As camp directors, we have several resources at our disposal to help parents make sure that camp is a reality regardless of their financial situations. We have excellent confidential processes for determining financial need, we have access to outside scholarship support, we raise funds internally through annual campaigns and we work out payment plans to spread out costs. Each family is different, and much like working with our campers during the summer, there is no cookie cutter method to a successful financial aid process. Finances can be a difficult topic and many of our families have negative feelings about the process based on previous experiences with other organizations. We approach the financial support relationship with the same level of customer service that we do when we are recruiting campers and working with kids during the summer. The strong partnership that we create during this process serves as the bedrock of a relationship that will play out over the next several years.
Camp is one of the best values available in the Jewish community and while there is massive return on investment, the absolute cost of a summer is still high. We don’t view the Jewish camp experience as a luxury, and since we want parents to share this philosophy, it is incumbent on us to make camp a financial reality for all families. That said, every camp that is committed to this philosophy needs to raise significant dollars to deliver year in and year out. If you have a passion for strengthening Jewish identity and positive youth outcomes, donate to the scholarship program at your camp alma mater. If you didn’t go to camp as a kid, but realize the inherent value in the experience, support your local Jewish summer camp. If you believe in camp, but didn’t go as a child and don’t live anywhere near a Jewish summer camp office, call the Foundation for Jewish Camp. I am sure that they will be happy to help you get started in supporting the field of Jewish camp.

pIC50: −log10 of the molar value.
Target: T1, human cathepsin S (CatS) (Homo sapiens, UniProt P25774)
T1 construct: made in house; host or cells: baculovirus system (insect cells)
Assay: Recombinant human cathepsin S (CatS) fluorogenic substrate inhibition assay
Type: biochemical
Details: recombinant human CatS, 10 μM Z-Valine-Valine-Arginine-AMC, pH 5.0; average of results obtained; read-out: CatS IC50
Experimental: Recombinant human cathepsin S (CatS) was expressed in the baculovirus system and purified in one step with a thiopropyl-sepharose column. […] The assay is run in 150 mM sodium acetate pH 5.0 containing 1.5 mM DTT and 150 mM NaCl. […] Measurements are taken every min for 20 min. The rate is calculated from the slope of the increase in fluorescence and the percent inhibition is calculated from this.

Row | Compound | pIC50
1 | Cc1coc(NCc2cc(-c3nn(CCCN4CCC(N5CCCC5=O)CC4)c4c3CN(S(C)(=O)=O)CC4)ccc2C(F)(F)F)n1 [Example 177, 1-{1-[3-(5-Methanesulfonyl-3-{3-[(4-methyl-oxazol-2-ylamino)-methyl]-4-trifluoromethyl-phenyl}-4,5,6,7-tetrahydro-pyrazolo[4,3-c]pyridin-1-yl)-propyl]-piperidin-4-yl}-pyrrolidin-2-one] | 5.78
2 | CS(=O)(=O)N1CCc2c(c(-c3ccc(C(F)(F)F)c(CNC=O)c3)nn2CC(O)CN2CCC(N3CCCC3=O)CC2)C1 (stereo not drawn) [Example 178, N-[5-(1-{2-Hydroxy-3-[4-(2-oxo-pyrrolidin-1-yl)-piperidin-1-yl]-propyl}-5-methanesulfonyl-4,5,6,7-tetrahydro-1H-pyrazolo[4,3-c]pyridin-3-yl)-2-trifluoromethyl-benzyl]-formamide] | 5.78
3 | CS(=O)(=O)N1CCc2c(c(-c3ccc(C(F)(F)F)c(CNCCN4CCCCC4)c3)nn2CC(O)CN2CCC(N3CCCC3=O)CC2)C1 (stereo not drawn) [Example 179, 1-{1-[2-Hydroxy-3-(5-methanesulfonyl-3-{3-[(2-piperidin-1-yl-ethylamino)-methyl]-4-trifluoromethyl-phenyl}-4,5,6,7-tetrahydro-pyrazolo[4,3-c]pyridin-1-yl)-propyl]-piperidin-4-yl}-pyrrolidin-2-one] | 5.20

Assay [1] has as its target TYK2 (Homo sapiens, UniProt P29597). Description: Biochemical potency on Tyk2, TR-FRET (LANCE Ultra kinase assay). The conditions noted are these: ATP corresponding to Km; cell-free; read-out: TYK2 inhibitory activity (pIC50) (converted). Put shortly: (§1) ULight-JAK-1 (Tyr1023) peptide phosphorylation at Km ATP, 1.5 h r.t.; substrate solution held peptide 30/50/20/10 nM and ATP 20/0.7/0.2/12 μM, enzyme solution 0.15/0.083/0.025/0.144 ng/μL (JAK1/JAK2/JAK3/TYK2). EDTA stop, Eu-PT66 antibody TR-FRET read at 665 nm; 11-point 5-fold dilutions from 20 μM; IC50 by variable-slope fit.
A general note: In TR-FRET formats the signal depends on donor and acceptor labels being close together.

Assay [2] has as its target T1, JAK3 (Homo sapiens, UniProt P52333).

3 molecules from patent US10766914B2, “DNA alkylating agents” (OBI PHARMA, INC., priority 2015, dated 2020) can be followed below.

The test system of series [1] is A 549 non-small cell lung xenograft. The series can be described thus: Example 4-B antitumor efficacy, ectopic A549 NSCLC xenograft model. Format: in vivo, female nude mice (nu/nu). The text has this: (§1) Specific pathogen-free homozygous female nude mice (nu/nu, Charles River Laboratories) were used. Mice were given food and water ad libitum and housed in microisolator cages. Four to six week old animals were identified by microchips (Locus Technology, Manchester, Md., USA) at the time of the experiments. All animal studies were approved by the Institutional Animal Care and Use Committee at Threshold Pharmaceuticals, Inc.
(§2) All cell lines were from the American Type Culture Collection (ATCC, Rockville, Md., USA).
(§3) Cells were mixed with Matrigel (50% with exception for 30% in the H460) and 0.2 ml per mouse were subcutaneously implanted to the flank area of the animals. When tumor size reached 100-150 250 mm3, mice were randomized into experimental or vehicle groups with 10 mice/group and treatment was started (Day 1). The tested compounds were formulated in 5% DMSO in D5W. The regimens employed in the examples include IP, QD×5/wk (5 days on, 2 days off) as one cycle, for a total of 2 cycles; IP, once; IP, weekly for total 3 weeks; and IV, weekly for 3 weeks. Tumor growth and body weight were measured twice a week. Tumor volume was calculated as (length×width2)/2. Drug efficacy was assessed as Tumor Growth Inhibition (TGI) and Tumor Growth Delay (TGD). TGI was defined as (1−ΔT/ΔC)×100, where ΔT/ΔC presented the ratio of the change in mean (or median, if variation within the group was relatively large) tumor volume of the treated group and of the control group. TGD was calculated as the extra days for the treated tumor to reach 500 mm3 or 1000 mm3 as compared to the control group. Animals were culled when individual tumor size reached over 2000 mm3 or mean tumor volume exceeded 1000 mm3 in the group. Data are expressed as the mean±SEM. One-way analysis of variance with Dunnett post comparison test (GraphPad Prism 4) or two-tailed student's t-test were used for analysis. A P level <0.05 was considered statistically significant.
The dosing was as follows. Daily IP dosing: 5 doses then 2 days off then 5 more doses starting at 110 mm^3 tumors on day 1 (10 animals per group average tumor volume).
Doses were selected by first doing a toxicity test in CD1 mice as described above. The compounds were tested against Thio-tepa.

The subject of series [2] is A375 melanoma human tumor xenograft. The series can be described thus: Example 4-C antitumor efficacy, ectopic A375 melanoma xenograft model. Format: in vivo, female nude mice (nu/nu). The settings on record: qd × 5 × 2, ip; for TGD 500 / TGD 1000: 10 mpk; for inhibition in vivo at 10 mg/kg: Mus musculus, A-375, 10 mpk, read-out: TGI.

Every dollar counts and you can be sure that your donation will positively impact a camper’s life this summer. I was a camper who received scholarship money and my passionate belief that camp should be affordable for all families stems from this fact. Due to the generosity of the Jewish community, I was given an experience that profoundly impacted me and led me to become a Jewish camp director. So, please consider a gift to a Jewish summer camp, as you never know how far your donation just may go.